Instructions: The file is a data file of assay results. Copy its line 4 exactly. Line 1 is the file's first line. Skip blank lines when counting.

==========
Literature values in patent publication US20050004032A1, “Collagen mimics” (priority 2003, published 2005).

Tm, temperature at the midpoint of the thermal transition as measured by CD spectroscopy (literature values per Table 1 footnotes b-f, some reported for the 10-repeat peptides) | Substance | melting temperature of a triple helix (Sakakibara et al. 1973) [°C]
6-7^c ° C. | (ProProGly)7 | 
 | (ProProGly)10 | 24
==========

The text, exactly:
 | (ProProGly)10 | 24